There is a common theory that men are left worse off after divorce, but is that really the case? The TGB family law team look at the facts.
There is a common theory that men are left worse off after divorce, but is that really the case? We look at the facts.
Family law, as with many branches of law, is an area where it is impossible to please everyone. Inevitably, a gender divide occurs and regardless of what the Court may do, often one party (and consequently, one gender) will not like the result.
A man getting “the short end of the stick” in family law matters is a widespread assumption made by the general public. It is a commonly spread suggestion, that the male will be “taken to the cleaners” by their ex-wife or de-facto and that she will be entitled to a larger portion of the matrimonial assets. Whether that occurs by the wife being entitled to monies that were primarily gathered by the husband through his continued employment or by the husband being dissatisfied with the living arrangements of the children, the idea that men “can’t win” when it comes to family law continues. This idea is often accompanied by the misconception that the Court have a bias view against males in family law and this essentially creates a distorted view of the processes in place. This can leave many people (particularly males) feeling daunted.
Men have just as many rights in family law matters as women do and the Court does not favour genders. What is considered by the Court (and implemented into the Family Law Act 1975) is first and foremost, if there are children involved, that their interests be paramount. As such, the personal circumstances and the working and living arrangements of each party may be considered when making orders in respect of the children. For example, if the mother was not in the workforce and was therefore able to care for the children while the father was working fulltime, the Court will take this into consideration. In relation to property settlement matters, the Court will consider the future needs of each party when making orders. This may include, but is not limited to, the prospects of the future earning capacity of either of the parties, the level of skills, training and qualifications of the parties and the ongoing caring responsibilities of any children?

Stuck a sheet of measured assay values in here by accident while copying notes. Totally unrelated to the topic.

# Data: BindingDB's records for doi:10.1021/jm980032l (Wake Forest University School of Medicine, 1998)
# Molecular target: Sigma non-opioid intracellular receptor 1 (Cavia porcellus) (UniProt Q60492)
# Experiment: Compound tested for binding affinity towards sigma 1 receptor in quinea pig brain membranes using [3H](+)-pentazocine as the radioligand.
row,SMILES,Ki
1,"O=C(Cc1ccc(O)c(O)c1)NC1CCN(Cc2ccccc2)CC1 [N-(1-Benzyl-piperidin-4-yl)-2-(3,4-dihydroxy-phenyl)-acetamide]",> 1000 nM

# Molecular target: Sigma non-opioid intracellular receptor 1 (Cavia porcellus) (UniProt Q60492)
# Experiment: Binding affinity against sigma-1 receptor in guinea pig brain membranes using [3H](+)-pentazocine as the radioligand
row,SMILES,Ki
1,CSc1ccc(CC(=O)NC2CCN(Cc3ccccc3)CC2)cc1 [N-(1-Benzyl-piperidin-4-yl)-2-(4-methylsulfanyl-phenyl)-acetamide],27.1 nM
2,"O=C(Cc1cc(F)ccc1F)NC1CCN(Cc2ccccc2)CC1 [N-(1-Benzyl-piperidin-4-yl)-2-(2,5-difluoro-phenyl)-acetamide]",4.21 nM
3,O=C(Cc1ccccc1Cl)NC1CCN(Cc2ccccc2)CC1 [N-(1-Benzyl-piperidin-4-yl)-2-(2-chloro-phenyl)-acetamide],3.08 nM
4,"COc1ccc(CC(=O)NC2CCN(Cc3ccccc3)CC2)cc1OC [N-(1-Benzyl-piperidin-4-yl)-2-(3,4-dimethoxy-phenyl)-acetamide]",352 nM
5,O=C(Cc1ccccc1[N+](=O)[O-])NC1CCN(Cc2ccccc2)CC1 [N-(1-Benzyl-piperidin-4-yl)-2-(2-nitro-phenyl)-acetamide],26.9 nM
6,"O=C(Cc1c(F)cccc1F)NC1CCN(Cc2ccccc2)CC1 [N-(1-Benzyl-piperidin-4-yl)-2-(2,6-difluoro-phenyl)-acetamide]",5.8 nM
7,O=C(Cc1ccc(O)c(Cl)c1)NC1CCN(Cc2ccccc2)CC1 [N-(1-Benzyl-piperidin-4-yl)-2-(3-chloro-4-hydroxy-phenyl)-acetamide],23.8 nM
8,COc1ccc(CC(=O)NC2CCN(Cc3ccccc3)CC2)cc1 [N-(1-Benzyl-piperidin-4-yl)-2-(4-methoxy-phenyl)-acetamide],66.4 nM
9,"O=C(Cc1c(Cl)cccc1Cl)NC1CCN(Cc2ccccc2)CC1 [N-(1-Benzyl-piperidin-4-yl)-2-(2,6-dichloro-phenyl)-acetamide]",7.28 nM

History suggests that men are inclined to financially recover much faster than women following the breakdown of a relationship. This is particularly the case in families where the male worked fulltime and the female had homemaker duties. This may also be attributed to the fact that men have been able to further their careers uninterrupted by domestic duties and childbearing.
The opposite is quite often true for females and accordingly, the Court takes the potential future earning capacity of both parties into consideration when making Orders. For example, a person who has little experience in the workforce with no formal qualifications and principally attended to the domestic duties in the former matrimonial home during the marriage will have less capacity to earn significantly as opposed to someone who has an established career. Notably, it is not always the female who was the principal homemaker and quite often, the roles are reversed.
In any event, the Court will take into consideration the circumstances and commitments of each party when making orders and a duty is owed to both parties for orders to be made which are just and equitable. It is important to seek legal advice if you are unsure about how your particular circumstances might affect your family law matter.
TGB is South Australia’s largest family law firm. For advice, contact your nearest TGB office.